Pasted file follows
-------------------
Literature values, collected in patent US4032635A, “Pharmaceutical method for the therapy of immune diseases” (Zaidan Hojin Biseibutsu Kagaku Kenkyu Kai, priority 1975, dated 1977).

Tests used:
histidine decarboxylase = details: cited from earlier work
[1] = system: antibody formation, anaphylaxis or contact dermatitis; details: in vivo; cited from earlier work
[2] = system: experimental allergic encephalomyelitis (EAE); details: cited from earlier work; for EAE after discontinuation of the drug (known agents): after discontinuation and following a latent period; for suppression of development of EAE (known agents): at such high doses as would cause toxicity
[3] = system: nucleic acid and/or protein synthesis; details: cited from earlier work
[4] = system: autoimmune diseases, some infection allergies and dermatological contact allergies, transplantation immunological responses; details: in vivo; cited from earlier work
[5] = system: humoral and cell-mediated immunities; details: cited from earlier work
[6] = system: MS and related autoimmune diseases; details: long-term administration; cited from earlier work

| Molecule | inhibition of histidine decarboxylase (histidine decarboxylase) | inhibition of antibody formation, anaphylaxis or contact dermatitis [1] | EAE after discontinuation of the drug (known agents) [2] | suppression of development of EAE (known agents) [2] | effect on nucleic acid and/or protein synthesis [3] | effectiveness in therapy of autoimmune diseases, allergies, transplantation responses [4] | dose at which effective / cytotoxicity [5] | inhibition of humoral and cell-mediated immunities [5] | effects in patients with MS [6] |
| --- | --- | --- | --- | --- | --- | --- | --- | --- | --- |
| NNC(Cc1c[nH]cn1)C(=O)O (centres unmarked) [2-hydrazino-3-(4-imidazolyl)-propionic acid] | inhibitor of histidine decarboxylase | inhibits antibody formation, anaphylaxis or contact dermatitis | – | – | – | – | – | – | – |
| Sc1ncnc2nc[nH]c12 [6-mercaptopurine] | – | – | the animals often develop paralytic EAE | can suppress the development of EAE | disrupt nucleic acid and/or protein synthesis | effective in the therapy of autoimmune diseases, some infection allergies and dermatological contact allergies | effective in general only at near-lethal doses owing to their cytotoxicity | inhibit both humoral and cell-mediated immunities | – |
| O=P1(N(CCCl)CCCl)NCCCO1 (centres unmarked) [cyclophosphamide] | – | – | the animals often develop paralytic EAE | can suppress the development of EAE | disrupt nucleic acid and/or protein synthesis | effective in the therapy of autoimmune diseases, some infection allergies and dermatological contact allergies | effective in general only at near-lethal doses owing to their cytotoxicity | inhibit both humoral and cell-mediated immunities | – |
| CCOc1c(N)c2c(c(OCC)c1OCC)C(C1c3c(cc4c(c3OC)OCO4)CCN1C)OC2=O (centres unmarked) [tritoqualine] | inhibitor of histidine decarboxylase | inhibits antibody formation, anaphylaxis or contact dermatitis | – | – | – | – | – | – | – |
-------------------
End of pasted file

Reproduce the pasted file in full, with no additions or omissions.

Literature values, collected in patent US4032635A, “Pharmaceutical method for the therapy of immune diseases” (Zaidan Hojin Biseibutsu Kagaku Kenkyu Kai, priority 1975, dated 1977).

Tests used:
histidine decarboxylase = details: cited from earlier work
[1] = system: antibody formation, anaphylaxis or contact dermatitis; details: in vivo; cited from earlier work
[2] = system: experimental allergic encephalomyelitis (EAE); details: cited from earlier work; for EAE after discontinuation of the drug (known agents): after discontinuation and following a latent period; for suppression of development of EAE (known agents): at such high doses as would cause toxicity
[3] = system: nucleic acid and/or protein synthesis; details: cited from earlier work
[4] = system: autoimmune diseases, some infection allergies and dermatological contact allergies, transplantation immunological responses; details: in vivo; cited from earlier work
[5] = system: humoral and cell-mediated immunities; details: cited from earlier work
[6] = system: MS and related autoimmune diseases; details: long-term administration; cited from earlier work

| Molecule | inhibition of histidine decarboxylase (histidine decarboxylase) | inhibition of antibody formation, anaphylaxis or contact dermatitis [1] | EAE after discontinuation of the drug (known agents) [2] | suppression of development of EAE (known agents) [2] | effect on nucleic acid and/or protein synthesis [3] | effectiveness in therapy of autoimmune diseases, allergies, transplantation responses [4] | dose at which effective / cytotoxicity [5] | inhibition of humoral and cell-mediated immunities [5] | effects in patients with MS [6] |
| --- | --- | --- | --- | --- | --- | --- | --- | --- | --- |
| NNC(Cc1c[nH]cn1)C(=O)O (centres unmarked) [2-hydrazino-3-(4-imidazolyl)-propionic acid] | inhibitor of histidine decarboxylase | inhibits antibody formation, anaphylaxis or contact dermatitis | – | – | – | – | – | – | – |
| Sc1ncnc2nc[nH]c12 [6-mercaptopurine] | – | – | the animals often develop paralytic EAE | can suppress the development of EAE | disrupt nucleic acid and/or protein synthesis | effective in the therapy of autoimmune diseases, some infection allergies and dermatological contact allergies | effective in general only at near-lethal doses owing to their cytotoxicity | inhibit both humoral and cell-mediated immunities | – |
| O=P1(N(CCCl)CCCl)NCCCO1 (centres unmarked) [cyclophosphamide] | – | – | the animals often develop paralytic EAE | can suppress the development of EAE | disrupt nucleic acid and/or protein synthesis | effective in the therapy of autoimmune diseases, some infection allergies and dermatological contact allergies | effective in general only at near-lethal doses owing to their cytotoxicity | inhibit both humoral and cell-mediated immunities | – |
| CCOc1c(N)c2c(c(OCC)c1OCC)C(C1c3c(cc4c(c3OC)OCO4)CCN1C)OC2=O (centres unmarked) [tritoqualine] | inhibitor of histidine decarboxylase | inhibits antibody formation, anaphylaxis or contact dermatitis | – | – | – | – | – | – | – |